Fusion, the current standard of care, is performed more than 200,000 times in the United States each year. "The reason were looking for alternatives to fusion is that, while fusing two or more vertebrae in the spine together can eliminate pain, it does have drawbacks," explains Dr. Mirkovic. "The bone does not always heal or fuse correctly, and the recovery and rehabilitation periods are prolonged. The theory behind replacing the disc rather than using spinal fusion is that we may be able to preserve range of motion and decrease wear and tear at adjacent levels by distributing stress through the lower back."
As with fusion, the diseased disc is removed. Then, rather than fusing the surrounding vertebrae together, the Maverick artificial disc is inserted in its place. A calcium-rich substance anchors it in place. "The recovery may be quicker because we dont have to immobilize the lower back and wait for the bones to fully fuse as we do with fusion," explains co-investigator Matthew Hepler, M.D., an orthopedic surgeon at Northwestern Memorial and assistant professor at the Feinberg School of Medicine.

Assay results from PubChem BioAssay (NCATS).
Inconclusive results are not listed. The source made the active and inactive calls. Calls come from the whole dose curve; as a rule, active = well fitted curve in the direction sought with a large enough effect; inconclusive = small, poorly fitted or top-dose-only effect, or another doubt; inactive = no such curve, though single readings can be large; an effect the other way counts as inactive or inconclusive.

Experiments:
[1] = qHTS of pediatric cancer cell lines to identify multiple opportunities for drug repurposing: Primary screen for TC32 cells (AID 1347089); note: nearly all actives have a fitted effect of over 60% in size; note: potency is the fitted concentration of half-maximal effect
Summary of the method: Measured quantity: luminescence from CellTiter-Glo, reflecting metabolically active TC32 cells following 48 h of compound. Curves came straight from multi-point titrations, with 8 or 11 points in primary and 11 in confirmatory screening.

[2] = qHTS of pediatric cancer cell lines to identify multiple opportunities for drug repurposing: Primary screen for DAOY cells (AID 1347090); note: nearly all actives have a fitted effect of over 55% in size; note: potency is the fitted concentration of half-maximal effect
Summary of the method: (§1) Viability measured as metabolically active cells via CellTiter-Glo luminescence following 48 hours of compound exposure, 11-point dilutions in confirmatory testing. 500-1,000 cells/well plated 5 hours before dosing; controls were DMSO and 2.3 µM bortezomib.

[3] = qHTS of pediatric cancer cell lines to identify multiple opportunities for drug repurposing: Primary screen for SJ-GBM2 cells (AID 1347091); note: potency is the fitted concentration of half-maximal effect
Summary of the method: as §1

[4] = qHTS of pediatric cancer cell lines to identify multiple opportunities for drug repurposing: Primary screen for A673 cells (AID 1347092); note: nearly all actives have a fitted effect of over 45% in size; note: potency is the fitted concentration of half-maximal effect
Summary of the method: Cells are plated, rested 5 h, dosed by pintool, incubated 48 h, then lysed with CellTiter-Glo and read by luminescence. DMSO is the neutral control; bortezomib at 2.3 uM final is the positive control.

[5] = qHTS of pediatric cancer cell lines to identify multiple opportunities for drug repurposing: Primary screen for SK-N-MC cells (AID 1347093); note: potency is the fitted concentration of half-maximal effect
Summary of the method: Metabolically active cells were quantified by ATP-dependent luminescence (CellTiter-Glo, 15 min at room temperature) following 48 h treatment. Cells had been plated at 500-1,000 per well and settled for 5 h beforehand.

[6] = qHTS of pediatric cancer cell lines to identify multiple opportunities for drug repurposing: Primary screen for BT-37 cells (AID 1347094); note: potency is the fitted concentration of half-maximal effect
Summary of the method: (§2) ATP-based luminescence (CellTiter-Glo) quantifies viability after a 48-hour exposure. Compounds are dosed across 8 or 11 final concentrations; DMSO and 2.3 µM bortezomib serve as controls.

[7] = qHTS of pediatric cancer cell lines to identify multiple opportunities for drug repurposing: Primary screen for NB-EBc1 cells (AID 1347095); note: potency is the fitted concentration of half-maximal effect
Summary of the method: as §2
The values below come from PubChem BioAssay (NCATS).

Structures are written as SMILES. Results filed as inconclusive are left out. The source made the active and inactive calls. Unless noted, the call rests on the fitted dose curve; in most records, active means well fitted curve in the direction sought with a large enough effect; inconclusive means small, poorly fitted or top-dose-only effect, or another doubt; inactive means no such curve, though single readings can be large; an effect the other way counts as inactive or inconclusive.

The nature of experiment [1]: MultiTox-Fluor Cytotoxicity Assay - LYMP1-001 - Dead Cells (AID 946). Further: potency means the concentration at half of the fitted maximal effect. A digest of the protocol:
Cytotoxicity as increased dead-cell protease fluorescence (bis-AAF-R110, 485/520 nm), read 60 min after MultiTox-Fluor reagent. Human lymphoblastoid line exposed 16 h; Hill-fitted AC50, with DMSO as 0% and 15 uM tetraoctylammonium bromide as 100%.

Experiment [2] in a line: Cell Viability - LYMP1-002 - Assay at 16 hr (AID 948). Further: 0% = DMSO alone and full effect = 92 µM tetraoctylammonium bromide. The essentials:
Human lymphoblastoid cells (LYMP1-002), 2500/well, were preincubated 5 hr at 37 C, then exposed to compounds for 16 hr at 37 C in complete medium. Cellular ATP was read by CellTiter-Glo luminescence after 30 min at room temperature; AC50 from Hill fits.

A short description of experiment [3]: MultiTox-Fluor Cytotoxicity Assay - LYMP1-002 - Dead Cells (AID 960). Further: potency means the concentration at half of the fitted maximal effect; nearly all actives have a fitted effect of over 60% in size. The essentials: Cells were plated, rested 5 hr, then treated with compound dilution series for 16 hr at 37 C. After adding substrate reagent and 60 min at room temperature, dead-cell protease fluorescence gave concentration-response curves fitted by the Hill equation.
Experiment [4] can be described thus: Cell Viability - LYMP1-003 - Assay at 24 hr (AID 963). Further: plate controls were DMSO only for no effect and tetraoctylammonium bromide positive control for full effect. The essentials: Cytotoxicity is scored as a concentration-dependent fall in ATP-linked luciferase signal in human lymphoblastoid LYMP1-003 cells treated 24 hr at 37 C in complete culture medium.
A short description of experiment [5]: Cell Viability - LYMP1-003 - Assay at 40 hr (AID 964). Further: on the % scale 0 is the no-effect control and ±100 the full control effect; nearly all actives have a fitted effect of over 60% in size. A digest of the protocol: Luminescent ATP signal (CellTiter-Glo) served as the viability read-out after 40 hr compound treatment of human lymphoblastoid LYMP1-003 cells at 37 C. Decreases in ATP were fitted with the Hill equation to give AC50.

Discs are gel-like cushions between vertebrae that absorb shock and act like ball bearings when people bend and twist. Degenerative disc disease is part of the natural process of growing older. As people age, their intervertebral discs lose their flexibility, elasticity and shock absorbing characteristics. It is a common problem for athletes, but can affect anyone.
The Maverick artificial disc is an investigational device and is limited by federal law to investigational use. The research study will compare the outcomes of participants who receive an artificial disc with those of participants who have lumbar fusion. About two-thirds of study participants will receive the artificial disc and the rest will receive spinal fusion. Northwestern Memorial is enrolling participants who have failed conservative treatments such as medications and local injections for at least six months and who have pain originating from the disc itself. To learn more, please visit www.back.com/clinicaltrial or contact Northwestern Memorials physician referral department at 312-926-8400 or 1-877-926-4NMH (4664).